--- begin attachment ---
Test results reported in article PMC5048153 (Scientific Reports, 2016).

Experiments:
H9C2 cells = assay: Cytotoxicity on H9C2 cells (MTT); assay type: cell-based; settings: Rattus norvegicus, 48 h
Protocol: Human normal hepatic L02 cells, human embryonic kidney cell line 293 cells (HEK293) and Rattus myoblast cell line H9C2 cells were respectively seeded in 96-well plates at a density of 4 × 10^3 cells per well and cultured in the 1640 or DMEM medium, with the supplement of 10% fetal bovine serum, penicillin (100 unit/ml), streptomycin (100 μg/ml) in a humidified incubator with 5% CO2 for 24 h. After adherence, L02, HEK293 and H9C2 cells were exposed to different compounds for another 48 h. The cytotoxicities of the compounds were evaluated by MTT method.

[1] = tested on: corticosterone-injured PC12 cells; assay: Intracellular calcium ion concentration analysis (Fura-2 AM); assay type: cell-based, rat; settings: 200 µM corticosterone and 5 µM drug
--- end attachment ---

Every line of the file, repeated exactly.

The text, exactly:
Test results reported in article PMC5048153 (Scientific Reports, 2016).

Experiments:
H9C2 cells = assay: Cytotoxicity on H9C2 cells (MTT); assay type: cell-based; settings: Rattus norvegicus, 48 h
Protocol: Human normal hepatic L02 cells, human embryonic kidney cell line 293 cells (HEK293) and Rattus myoblast cell line H9C2 cells were respectively seeded in 96-well plates at a density of 4 × 10^3 cells per well and cultured in the 1640 or DMEM medium, with the supplement of 10% fetal bovine serum, penicillin (100 unit/ml), streptomycin (100 μg/ml) in a humidified incubator with 5% CO2 for 24 h. After adherence, L02, HEK293 and H9C2 cells were exposed to different compounds for another 48 h. The cytotoxicities of the compounds were evaluated by MTT method.

[1] = tested on: corticosterone-injured PC12 cells; assay: Intracellular calcium ion concentration analysis (Fura-2 AM); assay type: cell-based, rat; settings: 200 µM corticosterone and 5 µM drug